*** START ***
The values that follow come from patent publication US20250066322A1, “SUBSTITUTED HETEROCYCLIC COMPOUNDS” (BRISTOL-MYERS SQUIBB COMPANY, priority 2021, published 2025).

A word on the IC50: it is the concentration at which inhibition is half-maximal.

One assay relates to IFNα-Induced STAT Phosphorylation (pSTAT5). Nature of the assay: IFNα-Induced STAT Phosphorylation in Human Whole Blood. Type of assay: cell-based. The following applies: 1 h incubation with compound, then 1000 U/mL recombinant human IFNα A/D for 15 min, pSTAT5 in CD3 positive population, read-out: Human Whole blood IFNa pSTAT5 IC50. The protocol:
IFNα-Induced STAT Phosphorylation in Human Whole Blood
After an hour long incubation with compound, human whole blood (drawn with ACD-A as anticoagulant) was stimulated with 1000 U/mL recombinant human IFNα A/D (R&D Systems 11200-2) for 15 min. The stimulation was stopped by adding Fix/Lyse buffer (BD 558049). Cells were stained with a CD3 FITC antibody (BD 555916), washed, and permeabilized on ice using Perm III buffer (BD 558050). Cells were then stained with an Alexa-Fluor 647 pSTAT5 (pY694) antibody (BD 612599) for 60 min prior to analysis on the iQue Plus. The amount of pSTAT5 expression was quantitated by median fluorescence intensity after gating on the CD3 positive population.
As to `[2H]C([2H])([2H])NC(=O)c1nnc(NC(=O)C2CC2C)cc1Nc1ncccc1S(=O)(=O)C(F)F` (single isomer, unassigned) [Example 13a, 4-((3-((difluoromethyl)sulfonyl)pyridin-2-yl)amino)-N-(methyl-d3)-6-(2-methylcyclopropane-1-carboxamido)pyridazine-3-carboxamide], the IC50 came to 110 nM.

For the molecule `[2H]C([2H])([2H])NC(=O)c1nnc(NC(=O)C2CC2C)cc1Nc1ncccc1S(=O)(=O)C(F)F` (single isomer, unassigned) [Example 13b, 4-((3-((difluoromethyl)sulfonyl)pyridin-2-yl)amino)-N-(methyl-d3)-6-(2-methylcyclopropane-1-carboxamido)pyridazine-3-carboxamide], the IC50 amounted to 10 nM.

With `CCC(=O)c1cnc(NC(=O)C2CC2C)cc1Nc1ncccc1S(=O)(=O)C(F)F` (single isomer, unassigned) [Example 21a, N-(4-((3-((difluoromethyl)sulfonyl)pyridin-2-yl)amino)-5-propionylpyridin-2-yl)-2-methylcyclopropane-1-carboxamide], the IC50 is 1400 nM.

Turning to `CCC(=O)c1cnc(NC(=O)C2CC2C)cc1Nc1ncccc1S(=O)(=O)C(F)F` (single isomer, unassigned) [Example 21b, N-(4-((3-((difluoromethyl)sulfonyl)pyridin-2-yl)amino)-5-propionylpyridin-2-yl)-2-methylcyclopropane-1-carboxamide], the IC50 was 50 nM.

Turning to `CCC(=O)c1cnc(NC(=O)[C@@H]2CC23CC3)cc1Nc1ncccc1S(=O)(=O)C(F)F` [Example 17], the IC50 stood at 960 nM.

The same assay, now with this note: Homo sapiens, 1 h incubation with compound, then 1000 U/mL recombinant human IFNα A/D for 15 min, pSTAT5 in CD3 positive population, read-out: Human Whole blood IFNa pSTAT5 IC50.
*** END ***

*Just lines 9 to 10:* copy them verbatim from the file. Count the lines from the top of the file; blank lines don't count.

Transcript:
Turning to `CCC(=O)c1cnc(NC(=O)C2CC2C)cc1Nc1ncccc1S(=O)(=O)C(F)F` (single isomer, unassigned) [Example 21b, N-(4-((3-((difluoromethyl)sulfonyl)pyridin-2-yl)amino)-5-propionylpyridin-2-yl)-2-methylcyclopropane-1-carboxamide], the IC50 was 50 nM.

Turning to `CCC(=O)c1cnc(NC(=O)[C@@H]2CC23CC3)cc1Nc1ncccc1S(=O)(=O)C(F)F` [Example 17], the IC50 stood at 960 nM.